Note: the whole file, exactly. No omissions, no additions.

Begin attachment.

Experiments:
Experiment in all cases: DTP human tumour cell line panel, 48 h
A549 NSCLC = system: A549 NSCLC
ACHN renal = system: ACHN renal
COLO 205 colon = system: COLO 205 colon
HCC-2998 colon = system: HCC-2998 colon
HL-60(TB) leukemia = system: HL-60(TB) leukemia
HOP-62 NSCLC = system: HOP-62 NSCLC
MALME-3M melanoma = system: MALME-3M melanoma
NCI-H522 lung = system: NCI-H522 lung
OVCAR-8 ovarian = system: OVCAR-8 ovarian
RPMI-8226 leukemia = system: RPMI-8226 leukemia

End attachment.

Experiments:
Experiment in all cases: DTP human tumour cell line panel, 48 h
A549 NSCLC = system: A549 NSCLC
ACHN renal = system: ACHN renal
COLO 205 colon = system: COLO 205 colon
HCC-2998 colon = system: HCC-2998 colon
HL-60(TB) leukemia = system: HL-60(TB) leukemia
HOP-62 NSCLC = system: HOP-62 NSCLC
MALME-3M melanoma = system: MALME-3M melanoma
NCI-H522 lung = system: NCI-H522 lung
OVCAR-8 ovarian = system: OVCAR-8 ovarian
RPMI-8226 leukemia = system: RPMI-8226 leukemia